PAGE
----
What if a new plant disease threatened the world's coffee crop? What if it wasn't an accident? Coffee Crash, the debut novel from author Steve Hoffenberg, is a biotech mystery thriller that redefines eco-terrorism. Microbiologist Samuel Decker travels to Brazil to investigate a new organism that rapidly destroys coffee trees, and he discovers puzzling clues surrounding the outbreak. Matthew Cochran, the CEO of a major U.S. coffee retailer, seeks to leverage industry turmoil and reap millions in profits through commodities market manipulation. Eddy Zeger, the Indonesian leader of a radical environmentalist group, plots to wreak economic havoc by disseminating the disease into coffee plantations worldwide. Trails of evidence lead in conflicting directions as Decker and others unravel the truth and struggle to save the world’s coffee plantations from annihilation.
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Page-turner that is funny and full of interesting detail
Coffee Crash is good fun! There is a enough interesting content and informative detail to make it meaty, but the story is so fast-paced and engaging, it is hard to put down. There are many characters and at first, I found it a bit difficult to keep them straight, but as the story goes along, you get to know them all and each has enough interesting characteristics that you remember them. All of the context, down to the small details, seems very well researched, making it more interesting than an ordinary page-turner. For example, a coffee company does a big marketing event, presenting new products. Anyone who has worked in corporate America can relate to this scene. The products introduced are completely plausible and believable and much of the accompanying marketing hype is hysterical. Much of the book is humorous with funny little details slipping in here and there. I thoroughly enjoyed it.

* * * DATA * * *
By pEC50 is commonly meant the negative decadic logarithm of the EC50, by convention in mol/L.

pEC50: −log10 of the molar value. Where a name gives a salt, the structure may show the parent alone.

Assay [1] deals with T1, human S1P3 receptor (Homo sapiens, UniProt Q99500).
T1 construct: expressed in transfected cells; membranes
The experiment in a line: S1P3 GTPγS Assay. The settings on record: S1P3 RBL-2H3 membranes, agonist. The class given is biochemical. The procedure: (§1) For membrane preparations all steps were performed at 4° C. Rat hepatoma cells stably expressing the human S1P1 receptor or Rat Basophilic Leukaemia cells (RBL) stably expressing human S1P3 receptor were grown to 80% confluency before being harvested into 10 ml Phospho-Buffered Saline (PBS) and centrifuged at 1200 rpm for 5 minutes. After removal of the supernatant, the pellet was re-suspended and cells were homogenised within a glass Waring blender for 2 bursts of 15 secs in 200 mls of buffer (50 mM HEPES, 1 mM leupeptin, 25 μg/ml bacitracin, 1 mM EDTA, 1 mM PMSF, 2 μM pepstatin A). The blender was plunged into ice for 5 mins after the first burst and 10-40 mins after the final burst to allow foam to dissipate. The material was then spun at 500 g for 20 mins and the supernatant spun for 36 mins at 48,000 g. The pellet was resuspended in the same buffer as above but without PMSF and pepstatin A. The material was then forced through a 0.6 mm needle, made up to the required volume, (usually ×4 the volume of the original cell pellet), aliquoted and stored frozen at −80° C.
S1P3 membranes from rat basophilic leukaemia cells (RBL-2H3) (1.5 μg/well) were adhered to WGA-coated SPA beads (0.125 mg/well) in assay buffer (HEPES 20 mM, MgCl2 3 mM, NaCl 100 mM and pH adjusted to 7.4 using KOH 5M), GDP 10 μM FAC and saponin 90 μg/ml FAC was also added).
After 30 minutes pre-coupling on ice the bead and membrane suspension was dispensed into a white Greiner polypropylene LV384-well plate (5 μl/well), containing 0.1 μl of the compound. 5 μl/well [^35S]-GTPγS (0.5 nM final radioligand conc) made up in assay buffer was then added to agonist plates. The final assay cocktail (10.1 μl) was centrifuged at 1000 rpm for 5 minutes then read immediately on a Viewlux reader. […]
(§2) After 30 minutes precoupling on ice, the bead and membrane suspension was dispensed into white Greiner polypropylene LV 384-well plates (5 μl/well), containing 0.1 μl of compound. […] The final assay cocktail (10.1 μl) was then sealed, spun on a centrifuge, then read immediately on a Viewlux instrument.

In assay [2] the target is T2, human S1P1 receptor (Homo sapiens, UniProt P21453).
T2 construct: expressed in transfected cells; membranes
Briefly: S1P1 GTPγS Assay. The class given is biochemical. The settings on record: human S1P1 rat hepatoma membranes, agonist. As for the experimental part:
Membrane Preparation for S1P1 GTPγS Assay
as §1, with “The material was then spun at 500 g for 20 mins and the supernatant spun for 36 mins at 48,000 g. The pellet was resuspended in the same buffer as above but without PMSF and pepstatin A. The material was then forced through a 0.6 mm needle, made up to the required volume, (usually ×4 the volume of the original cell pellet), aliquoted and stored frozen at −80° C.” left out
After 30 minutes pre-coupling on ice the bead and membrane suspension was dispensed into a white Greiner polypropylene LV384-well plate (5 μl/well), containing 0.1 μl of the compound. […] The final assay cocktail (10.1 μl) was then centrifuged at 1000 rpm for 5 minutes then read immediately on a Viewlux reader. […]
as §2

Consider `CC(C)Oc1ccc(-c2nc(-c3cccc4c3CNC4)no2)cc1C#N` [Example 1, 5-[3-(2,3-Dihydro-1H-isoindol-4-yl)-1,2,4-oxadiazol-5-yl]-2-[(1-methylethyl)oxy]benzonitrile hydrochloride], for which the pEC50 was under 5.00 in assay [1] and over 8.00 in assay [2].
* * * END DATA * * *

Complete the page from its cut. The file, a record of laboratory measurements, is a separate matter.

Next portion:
Coffee Crash worth the read
Coffee Crash, by Steve Hoffenberg, is a compelling read, with multiple plot threads that move and interact in a fluid and seamless manor. For a good part of the book, I couldn’t tell who’d-dun-it. The writing is concise and detail-rich, and is peppered with quotes, phrases in Portuguese (translated for us non-speakers) and word play. All of which makes it clear that Mr. Hoffenberg enjoys words - and his use of words made me smile on numerous occasions throughout the book. I’m hoping for a sequel.